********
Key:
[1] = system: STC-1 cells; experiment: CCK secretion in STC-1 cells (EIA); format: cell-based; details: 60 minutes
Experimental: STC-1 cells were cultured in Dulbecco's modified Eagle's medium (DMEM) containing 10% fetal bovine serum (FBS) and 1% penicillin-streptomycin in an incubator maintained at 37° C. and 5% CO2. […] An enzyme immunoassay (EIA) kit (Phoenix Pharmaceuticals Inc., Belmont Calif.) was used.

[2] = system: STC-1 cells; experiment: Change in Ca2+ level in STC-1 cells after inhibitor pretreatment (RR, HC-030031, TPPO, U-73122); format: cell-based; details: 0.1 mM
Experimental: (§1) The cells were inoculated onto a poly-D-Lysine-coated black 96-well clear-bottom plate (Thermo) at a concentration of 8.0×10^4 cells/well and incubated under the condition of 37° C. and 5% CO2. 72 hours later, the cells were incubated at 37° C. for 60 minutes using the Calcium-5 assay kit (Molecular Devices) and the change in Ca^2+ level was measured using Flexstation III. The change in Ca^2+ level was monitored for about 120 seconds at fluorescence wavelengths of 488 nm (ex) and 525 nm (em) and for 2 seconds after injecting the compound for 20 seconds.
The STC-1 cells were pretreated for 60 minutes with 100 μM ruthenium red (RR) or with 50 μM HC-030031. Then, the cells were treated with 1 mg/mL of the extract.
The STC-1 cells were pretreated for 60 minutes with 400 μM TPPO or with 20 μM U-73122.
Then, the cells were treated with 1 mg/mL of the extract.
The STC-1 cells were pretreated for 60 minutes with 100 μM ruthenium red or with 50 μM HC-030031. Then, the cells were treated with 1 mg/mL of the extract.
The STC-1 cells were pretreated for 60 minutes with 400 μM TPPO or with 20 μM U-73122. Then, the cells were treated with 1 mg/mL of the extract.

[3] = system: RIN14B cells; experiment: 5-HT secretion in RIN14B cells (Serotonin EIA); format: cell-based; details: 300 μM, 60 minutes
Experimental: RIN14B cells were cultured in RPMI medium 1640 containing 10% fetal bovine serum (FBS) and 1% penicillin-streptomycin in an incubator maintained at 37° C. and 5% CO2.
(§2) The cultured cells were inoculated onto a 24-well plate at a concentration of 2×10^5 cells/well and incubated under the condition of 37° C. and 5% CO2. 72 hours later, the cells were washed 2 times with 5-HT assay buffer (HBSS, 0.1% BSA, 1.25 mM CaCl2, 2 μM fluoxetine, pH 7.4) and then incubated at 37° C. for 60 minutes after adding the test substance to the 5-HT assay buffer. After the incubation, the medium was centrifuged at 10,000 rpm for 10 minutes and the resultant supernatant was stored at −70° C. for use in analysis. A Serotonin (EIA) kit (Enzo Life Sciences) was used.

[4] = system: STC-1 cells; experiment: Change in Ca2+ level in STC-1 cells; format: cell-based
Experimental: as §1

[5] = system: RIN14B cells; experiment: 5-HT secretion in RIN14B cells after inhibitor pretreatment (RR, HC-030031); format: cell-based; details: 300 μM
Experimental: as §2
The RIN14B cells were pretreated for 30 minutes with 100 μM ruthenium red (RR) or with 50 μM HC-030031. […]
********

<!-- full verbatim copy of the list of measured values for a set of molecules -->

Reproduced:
Key:
[1] = system: STC-1 cells; experiment: CCK secretion in STC-1 cells (EIA); format: cell-based; details: 60 minutes
Experimental: STC-1 cells were cultured in Dulbecco's modified Eagle's medium (DMEM) containing 10% fetal bovine serum (FBS) and 1% penicillin-streptomycin in an incubator maintained at 37° C. and 5% CO2. […] An enzyme immunoassay (EIA) kit (Phoenix Pharmaceuticals Inc., Belmont Calif.) was used.

[2] = system: STC-1 cells; experiment: Change in Ca2+ level in STC-1 cells after inhibitor pretreatment (RR, HC-030031, TPPO, U-73122); format: cell-based; details: 0.1 mM
Experimental: (§1) The cells were inoculated onto a poly-D-Lysine-coated black 96-well clear-bottom plate (Thermo) at a concentration of 8.0×10^4 cells/well and incubated under the condition of 37° C. and 5% CO2. 72 hours later, the cells were incubated at 37° C. for 60 minutes using the Calcium-5 assay kit (Molecular Devices) and the change in Ca^2+ level was measured using Flexstation III. The change in Ca^2+ level was monitored for about 120 seconds at fluorescence wavelengths of 488 nm (ex) and 525 nm (em) and for 2 seconds after injecting the compound for 20 seconds.
The STC-1 cells were pretreated for 60 minutes with 100 μM ruthenium red (RR) or with 50 μM HC-030031. Then, the cells were treated with 1 mg/mL of the extract.
The STC-1 cells were pretreated for 60 minutes with 400 μM TPPO or with 20 μM U-73122.
Then, the cells were treated with 1 mg/mL of the extract.
The STC-1 cells were pretreated for 60 minutes with 100 μM ruthenium red or with 50 μM HC-030031. Then, the cells were treated with 1 mg/mL of the extract.
The STC-1 cells were pretreated for 60 minutes with 400 μM TPPO or with 20 μM U-73122. Then, the cells were treated with 1 mg/mL of the extract.

[3] = system: RIN14B cells; experiment: 5-HT secretion in RIN14B cells (Serotonin EIA); format: cell-based; details: 300 μM, 60 minutes
Experimental: RIN14B cells were cultured in RPMI medium 1640 containing 10% fetal bovine serum (FBS) and 1% penicillin-streptomycin in an incubator maintained at 37° C. and 5% CO2.
(§2) The cultured cells were inoculated onto a 24-well plate at a concentration of 2×10^5 cells/well and incubated under the condition of 37° C. and 5% CO2. 72 hours later, the cells were washed 2 times with 5-HT assay buffer (HBSS, 0.1% BSA, 1.25 mM CaCl2, 2 μM fluoxetine, pH 7.4) and then incubated at 37° C. for 60 minutes after adding the test substance to the 5-HT assay buffer. After the incubation, the medium was centrifuged at 10,000 rpm for 10 minutes and the resultant supernatant was stored at −70° C. for use in analysis. A Serotonin (EIA) kit (Enzo Life Sciences) was used.

[4] = system: STC-1 cells; experiment: Change in Ca2+ level in STC-1 cells; format: cell-based
Experimental: as §1

[5] = system: RIN14B cells; experiment: 5-HT secretion in RIN14B cells after inhibitor pretreatment (RR, HC-030031); format: cell-based; details: 300 μM
Experimental: as §2
The RIN14B cells were pretreated for 30 minutes with 100 μM ruthenium red (RR) or with 50 μM HC-030031. […]